Parish Summary: Anmer

This parish summary provides an overview of the large amount of information which we hold about the parish, and only a representative sample of sites and artefacts from each period are mentioned. If you have any feedback on this article please contact us using the link on the left-hand menu or by emailing heritage@norfolk.gov.uk

Anmer is a small parish in the northwest of Norfolk which was first recorded in the Domesday Book in 1086. Anmer, meaning ‘duck pool’, was a small settlement, held by a free man named Ordgar before the lands were given to Count Eustace after 1066. The modern settlement is very small and its focus shifted to the east of the site of the medieval village (NHER 3514) in the late 18th century after the creation of the landscape park (NHER 30492) surrounding Anmer Hall (NHER 3512).

Evidence for early occupation is concentrated in the east of the parish around the sites of several Bronze Age barrows (NHER 3518351912206 and 3476). A field book of about 1600 refers to these barrows as being ‘on the common’ and names them as Burnt Hill, Ingoe Hill, Rushmere Hill and Threshilles. Axeheads (NHER 1566 and 14527), flakes, scrapers and blades (NHER 11472139621950330267 and 19504) from the Neolithic period, as well as a Bronze Age adze (NHER 19505) and other prehistoric flints (NHER 19503 and 19504) have been found in this area. This concentration of prehistoric finds and Bronze Age barrows is immediately next to the Peddar’s Way, a Roman road that also forms the eastern boundary of the parish. There is further indication of Bronze Age activity in the adjacent parish of Bircham; two possible Bronze Age barrows (NHER 23976 and 21757) visible as ring ditches on aerial photographs are on the other side of the Roman road, close to the barrows and finds in Anmer.

The parish is dominated by Anmer Hall (NHER 3512) and park (NHER 30492), an 18th century house and a landscape park that was laid out in 1793. Further plantations were created around the Hall probably in the 19th century. Anmer Hall was formerly a royal residence, and is linked to the nearby Sandringham estate by a long straight road known as ‘The Avenue’. The creation of the park preserved the earthworks of the deserted medieval village (NHER 3514) of Anmer and the agricultural landscape that surrounded the village. The road (NHER 16998) that now leads to Anmer Hall was once the main road through the medieval village; any public roads that crossed the park were closed in 1793 to ensure the privacy of those living in the Hall and these roads now survive as earthworks in the park.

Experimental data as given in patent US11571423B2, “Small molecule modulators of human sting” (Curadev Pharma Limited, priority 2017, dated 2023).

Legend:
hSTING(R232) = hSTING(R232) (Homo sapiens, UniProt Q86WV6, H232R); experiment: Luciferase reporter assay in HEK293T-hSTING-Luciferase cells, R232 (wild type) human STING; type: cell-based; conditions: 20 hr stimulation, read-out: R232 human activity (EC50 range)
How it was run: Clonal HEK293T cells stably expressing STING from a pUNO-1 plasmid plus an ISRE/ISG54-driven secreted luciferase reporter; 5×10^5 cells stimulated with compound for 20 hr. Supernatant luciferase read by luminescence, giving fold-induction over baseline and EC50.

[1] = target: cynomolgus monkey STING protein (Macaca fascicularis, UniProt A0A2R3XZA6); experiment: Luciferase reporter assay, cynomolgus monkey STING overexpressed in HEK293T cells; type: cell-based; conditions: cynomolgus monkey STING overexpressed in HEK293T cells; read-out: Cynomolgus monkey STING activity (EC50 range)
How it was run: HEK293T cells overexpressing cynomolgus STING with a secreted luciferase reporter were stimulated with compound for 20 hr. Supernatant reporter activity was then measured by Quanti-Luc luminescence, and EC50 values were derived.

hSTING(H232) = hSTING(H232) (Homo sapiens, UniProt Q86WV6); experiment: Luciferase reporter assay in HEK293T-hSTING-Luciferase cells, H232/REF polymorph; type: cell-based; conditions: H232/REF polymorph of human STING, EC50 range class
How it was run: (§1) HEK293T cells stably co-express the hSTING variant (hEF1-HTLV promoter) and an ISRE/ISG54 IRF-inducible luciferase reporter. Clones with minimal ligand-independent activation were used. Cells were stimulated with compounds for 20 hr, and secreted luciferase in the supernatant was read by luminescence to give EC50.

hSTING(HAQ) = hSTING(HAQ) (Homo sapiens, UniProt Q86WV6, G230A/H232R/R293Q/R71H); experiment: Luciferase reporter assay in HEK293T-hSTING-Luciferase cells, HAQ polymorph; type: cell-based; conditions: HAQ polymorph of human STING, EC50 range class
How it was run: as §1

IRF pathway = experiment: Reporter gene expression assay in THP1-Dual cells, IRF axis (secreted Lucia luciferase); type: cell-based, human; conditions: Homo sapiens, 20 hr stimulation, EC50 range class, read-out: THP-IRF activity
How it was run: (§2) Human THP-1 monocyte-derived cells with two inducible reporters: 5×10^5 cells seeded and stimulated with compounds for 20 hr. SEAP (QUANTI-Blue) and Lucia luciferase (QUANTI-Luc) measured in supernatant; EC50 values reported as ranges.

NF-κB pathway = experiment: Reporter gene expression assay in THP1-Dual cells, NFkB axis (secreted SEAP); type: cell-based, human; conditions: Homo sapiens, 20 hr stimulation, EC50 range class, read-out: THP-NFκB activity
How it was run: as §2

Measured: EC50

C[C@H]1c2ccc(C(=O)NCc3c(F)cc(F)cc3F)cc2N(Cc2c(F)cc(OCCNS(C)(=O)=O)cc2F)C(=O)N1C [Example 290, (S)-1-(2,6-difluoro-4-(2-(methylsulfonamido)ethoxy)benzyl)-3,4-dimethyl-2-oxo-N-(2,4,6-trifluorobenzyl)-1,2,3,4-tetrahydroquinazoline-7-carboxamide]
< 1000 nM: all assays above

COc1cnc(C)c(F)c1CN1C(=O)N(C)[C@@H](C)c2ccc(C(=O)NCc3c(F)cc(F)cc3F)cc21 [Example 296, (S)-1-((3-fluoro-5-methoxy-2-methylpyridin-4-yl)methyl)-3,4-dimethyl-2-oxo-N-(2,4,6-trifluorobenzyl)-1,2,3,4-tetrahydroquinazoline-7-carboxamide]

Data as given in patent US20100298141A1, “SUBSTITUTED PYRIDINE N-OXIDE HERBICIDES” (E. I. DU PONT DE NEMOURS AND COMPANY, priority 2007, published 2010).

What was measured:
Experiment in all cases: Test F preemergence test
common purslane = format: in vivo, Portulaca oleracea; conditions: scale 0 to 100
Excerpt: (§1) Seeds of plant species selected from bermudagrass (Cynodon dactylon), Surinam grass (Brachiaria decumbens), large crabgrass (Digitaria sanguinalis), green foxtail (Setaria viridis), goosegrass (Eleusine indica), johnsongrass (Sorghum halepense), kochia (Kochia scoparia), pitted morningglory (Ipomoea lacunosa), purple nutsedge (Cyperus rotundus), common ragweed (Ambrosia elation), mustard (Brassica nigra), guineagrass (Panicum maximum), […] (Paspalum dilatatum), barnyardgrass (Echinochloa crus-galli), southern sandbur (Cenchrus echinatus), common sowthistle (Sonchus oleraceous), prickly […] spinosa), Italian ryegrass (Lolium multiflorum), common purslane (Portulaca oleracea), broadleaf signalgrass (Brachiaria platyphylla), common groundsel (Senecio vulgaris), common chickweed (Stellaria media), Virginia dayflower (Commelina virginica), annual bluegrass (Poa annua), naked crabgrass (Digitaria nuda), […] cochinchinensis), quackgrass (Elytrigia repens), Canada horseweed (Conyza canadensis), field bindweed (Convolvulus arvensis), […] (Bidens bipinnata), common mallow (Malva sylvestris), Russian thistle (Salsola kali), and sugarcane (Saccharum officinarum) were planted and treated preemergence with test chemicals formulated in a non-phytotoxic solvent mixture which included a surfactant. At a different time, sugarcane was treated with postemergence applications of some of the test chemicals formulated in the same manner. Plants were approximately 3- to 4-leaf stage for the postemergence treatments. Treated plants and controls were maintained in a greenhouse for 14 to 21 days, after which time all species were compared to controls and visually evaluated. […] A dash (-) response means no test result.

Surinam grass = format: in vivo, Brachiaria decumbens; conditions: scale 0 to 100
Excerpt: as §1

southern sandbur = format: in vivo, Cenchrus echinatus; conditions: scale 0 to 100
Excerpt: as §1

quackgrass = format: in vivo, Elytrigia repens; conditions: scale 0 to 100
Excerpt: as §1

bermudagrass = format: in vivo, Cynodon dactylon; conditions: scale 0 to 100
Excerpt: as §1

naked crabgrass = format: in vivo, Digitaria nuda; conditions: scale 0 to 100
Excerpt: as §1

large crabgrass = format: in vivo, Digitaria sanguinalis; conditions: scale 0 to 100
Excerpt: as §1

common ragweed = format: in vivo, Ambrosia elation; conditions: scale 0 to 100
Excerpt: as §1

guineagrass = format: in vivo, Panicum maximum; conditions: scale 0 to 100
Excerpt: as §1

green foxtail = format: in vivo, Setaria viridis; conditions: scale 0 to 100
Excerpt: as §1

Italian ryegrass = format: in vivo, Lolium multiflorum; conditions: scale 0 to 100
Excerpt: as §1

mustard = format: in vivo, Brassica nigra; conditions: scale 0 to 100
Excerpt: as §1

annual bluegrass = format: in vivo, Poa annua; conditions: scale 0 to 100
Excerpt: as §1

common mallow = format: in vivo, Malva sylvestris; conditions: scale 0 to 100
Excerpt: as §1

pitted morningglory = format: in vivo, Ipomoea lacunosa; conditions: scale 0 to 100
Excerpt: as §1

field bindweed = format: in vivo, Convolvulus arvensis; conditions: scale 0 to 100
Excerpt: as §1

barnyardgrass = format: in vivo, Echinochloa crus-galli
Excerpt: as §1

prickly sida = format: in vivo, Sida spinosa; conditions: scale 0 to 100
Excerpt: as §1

Photograph of St Mary's Church, Anmer showing the west end of the building.

St Mary's Church, Anmer (©NCC) 

The medieval parish church of St Mary's (NHER 3513) which stood at the centre of the medieval village is now isolated within the park and was heavily restored in the 19th century.

 

Sarah Spooner (NLA), July 2005.

 

Further Reading

Field book of 1600 referring to the barrows held at the Norfolk Record Office (NRO MC40/7/484x7)

Mills, A. D., 1991. Dictionary of English Place Names (Oxford, Oxford University Press)

Pevsner, N. and Wilson, B., 1997. Norfolk 1: Norwich and North East (London, Penguin)

Rye, J., 1991. A Popular Guide to Norfolk Place Names (Dereham, The Larks Press)

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